There is no state or federal grant money available to offset the damage wreaked by an Independence day fire which destroyed Café Moxie and decommissioned Bunch of Grapes Bookstore, according to state representative Eric T. Turkington who traveled to Vineyard Haven meet business owners and town leaders on Friday.

According to Mr. Turkington and Mark Forest, district director for Congressman William H. Delahunt, who also attended the meeting, the focus should the possibility of low interest loans provided for businesses in disasters by the State Business Association.

“No one’s just going to be giving it out,” confirmed Mr. Turkington.

For Café Moxie owner Paul Currier a loan may not be enough, if faced with the possibility of costly changes to the building structure.

“As much as I loved that building, there’s no substitute for money,” he said yesterday.

Mr. Currier, who attended Friday’s meeting, confirmed that he had been given no indication that grants would be available.

“There aren’t any silver bullets here,” he said, “it’s a hole in the ground.”

The building itself, reduced to charred remains on the Fourth of July, was built in 1890. Grandfathering laws protected owners from having to bring the building up to modern codes. Mr. Currier, a carpenter, is well aware that requirement methods and materials have changed.

“As much as I love that building,” he said, “starting over again is not a pleasant prospect. It costs a lot to build around here some people say $250 per square foot — but you’ve got to replace equipment too.”

Mr. Currier said that even minor changes, such as installing handicap access, may mean losing vital seat space.

“The devil is in the details,” he said. “I’ll tell you right now I never could afford to lose one seat. It’s taking away a percentage of the business for 10 weeks of the summer.” He added:

“If rebuilding means losing seats, I wouldn’t even dream of it. It’s too difficult. I was an owner who was there on the premises — and I know it’s not worth it.”

Friday’s meeting was also attended by the Tisbury board of selectman, Bunch of Grapes owner Jon Nelson and Sherman and Susan Goldstein, owners of the Mansion House and the Tisbury Inn which they rebuilt following a devastating fire in 2002.

Mr. Forest gave details of a Small Business Association disaster assistance loan which provides eligible businesses with 4 per cent interest loans for 20 years. Mr. Goldstein noted that several Vineyard Haven business owners took out the loans in the aftermath of the Tisbury Inn fire, claiming loss of income.

At the meeting the group established town administrator John Bugbee as the chief liaison between selectmen and officials at a state level. Mr. Forest said that Mr. Bugbee should expect to be keeping people informed daily.

Speaking yesterday Chief John Schilling of the Tisbury fire department said results from an investigation into the cause of the fire are due before the end of the week. He confirmed that the department has now completed an on-site investigation and has released the area to insurance agencies. He added that physical evidence had been collected from the site.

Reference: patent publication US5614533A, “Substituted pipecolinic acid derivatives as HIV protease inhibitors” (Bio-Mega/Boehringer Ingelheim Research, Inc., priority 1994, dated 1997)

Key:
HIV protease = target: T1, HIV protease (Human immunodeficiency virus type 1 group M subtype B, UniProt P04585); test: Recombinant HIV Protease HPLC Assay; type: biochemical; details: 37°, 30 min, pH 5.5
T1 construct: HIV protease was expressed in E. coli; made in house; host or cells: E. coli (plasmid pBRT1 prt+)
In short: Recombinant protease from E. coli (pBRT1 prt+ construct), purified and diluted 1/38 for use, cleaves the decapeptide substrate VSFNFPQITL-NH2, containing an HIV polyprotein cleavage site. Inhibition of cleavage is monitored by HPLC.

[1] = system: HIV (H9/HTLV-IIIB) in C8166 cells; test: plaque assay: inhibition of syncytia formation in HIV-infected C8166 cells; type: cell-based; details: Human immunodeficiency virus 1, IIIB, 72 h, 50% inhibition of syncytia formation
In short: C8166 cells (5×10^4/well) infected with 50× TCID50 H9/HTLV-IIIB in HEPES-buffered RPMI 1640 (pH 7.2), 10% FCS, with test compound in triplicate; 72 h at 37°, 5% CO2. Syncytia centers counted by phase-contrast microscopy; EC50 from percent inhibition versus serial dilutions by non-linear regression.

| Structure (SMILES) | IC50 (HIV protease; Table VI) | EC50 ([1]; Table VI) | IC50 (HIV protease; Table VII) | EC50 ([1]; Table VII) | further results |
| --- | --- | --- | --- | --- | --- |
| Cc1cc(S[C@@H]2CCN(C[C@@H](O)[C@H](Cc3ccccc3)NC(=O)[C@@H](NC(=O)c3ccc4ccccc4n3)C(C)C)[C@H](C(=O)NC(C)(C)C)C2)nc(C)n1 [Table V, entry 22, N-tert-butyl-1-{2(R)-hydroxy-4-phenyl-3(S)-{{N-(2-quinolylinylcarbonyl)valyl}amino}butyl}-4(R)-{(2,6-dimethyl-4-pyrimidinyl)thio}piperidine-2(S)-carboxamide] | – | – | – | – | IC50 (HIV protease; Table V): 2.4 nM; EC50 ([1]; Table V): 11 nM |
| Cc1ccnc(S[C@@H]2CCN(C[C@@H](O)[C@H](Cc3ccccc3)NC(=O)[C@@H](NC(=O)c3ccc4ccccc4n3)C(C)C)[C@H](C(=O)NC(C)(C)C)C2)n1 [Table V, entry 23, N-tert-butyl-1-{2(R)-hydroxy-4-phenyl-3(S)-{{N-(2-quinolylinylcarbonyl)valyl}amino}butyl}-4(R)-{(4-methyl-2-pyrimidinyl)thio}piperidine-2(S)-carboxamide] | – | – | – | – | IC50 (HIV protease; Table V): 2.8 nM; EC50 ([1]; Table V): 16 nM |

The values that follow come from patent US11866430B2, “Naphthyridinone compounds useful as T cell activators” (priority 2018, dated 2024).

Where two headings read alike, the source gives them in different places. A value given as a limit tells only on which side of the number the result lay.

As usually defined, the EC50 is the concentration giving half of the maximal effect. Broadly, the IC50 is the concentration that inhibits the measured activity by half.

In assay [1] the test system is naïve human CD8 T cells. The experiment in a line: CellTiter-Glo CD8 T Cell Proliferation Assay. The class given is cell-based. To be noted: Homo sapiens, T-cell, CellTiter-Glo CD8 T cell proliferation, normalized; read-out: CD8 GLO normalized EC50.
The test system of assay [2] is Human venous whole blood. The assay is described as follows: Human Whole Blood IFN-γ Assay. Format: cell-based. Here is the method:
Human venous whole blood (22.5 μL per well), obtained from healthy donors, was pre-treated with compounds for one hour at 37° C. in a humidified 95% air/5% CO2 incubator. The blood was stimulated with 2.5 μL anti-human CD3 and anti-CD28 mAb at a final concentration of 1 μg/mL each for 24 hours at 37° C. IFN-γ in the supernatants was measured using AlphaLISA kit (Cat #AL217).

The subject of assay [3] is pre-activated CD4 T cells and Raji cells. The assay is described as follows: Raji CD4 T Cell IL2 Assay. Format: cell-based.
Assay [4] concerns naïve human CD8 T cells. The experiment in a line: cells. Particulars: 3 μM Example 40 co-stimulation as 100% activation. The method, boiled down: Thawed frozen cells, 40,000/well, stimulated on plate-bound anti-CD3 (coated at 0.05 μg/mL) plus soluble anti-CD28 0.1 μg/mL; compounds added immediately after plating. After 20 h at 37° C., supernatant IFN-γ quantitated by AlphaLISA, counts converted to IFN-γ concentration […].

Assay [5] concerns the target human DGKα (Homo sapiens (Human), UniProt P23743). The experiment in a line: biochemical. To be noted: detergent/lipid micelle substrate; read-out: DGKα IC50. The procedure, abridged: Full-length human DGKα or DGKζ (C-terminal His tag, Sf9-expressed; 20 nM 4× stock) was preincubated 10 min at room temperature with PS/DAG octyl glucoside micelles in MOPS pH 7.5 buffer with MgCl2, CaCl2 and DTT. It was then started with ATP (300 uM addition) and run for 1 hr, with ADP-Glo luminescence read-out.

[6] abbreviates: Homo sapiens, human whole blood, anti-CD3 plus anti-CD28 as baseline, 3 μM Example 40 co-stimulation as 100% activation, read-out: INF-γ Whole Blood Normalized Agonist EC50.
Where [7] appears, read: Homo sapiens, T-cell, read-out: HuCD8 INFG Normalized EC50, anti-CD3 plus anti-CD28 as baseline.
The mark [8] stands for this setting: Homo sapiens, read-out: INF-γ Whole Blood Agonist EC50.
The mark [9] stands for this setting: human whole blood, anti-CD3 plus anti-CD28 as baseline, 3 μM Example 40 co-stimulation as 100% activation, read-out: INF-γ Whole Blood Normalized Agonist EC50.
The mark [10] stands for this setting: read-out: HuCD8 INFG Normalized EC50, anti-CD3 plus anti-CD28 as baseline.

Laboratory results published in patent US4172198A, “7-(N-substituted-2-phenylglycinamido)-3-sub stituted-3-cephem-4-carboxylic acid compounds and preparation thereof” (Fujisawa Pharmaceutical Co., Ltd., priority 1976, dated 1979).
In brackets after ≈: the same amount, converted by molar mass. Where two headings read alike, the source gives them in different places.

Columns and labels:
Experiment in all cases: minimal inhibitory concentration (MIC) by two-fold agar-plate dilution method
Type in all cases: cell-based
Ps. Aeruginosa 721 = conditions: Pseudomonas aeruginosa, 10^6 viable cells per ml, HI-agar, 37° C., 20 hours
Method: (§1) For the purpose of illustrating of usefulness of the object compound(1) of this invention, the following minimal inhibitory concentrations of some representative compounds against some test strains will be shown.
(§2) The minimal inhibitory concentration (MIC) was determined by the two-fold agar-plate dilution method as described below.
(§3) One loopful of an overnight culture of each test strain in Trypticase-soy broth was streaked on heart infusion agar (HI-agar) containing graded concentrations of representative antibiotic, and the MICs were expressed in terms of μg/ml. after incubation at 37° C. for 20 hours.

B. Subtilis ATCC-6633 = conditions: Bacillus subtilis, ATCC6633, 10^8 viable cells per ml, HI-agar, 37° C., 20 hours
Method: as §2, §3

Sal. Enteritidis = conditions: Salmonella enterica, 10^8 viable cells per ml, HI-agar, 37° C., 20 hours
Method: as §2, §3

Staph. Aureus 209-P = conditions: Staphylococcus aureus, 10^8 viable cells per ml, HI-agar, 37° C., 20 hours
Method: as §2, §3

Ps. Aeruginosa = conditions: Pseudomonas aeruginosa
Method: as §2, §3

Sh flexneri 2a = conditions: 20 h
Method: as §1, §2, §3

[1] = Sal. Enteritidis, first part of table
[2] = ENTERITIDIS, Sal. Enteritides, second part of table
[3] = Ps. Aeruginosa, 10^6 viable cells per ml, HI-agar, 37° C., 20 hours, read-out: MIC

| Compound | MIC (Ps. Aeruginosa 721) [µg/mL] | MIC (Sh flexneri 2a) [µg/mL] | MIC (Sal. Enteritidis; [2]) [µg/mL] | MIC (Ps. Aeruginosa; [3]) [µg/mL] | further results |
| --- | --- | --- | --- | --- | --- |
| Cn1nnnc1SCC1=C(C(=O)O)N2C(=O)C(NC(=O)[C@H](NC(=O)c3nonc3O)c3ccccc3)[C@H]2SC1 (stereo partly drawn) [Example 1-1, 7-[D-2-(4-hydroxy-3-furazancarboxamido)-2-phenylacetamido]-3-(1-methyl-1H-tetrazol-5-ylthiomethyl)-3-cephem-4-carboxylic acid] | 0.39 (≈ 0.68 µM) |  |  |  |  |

Meanwhile Vineyard Haven business are hoping to capitalize on the peak retail season without two anchor stores at the heart of Main street. Selectman Tristan Israel said the influence of Bunch of Grapes on Vineyard business, though ultimately incalculable, was undeniable.

“The book store is probably the number one attraction in the neighborhood,” he said. Its closure already is having a quantifiable effect on Island commerce.

At the other Island bookstore, Edgartown Books, shelves are thinly packed today after an especially busy weekend. Manager Susan Mercier was loathe to discuss an increase in business in light of her fellow merchant’s disaster but, pushed, said that the store is noticeably busier and that the phone was ringing almost constantly with book enquiries. She also confirmed that several authors previously scheduled for summer appearances in connection with Bunch of Grapes are now being handled by Edgartown Books.

“We’re in competition of course, technically, like any other business but there’s a great deal of cooperation,” she said. “Just before the fire [we were] speaking about maybe doing Island-wide book talks this fall or spring.”

Mrs. Mercier contacted Mr. Nelson to offer assistance soon after hearing news of the fire, offering up use of the store porch and cash registers for summer events

“Ann and Jon are brilliant business people and they’ll handle it well,” she said.

In another telling sign of a displaced consumer base, the Vineyard Haven thrift shop has begun after a long hiatus accepting books again albeit on a limited basis.

“We’ve been getting a lot of calls looking for books since the fire,” said Dolly Campbell, a volunteer at the store. “We are now accepting good condition beach reads. We just accepted 50 hardback books.”

Between the book store and Café Moxie, which both have separate insurance policies for the building and businesses, four insurance claims have been registered.

There is no timeline for resolving the claims.

For Mr. Currier much depends on the findings of the insurance agency. He added that he might be open to the possibility of a silent partner willing to provide financial backing in the rebuild.

“We’ll see how things shake out,” he said.